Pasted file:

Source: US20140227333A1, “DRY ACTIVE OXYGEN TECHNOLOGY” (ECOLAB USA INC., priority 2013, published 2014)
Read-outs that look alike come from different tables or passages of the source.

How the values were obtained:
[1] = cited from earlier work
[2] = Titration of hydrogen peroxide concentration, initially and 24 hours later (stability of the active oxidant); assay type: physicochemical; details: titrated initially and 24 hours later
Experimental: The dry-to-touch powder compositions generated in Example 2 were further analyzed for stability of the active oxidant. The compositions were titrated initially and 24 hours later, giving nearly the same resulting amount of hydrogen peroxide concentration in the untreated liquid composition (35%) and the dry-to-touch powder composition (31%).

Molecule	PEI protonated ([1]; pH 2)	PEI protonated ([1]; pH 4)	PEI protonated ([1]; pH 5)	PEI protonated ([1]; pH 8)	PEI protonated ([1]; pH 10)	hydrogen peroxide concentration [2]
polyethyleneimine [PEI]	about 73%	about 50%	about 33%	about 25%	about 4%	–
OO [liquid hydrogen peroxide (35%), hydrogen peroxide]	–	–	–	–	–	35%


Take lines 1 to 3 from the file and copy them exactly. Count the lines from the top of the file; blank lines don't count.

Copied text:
Source: US20140227333A1, “DRY ACTIVE OXYGEN TECHNOLOGY” (ECOLAB USA INC., priority 2013, published 2014)
Read-outs that look alike come from different tables or passages of the source.

How the values were obtained: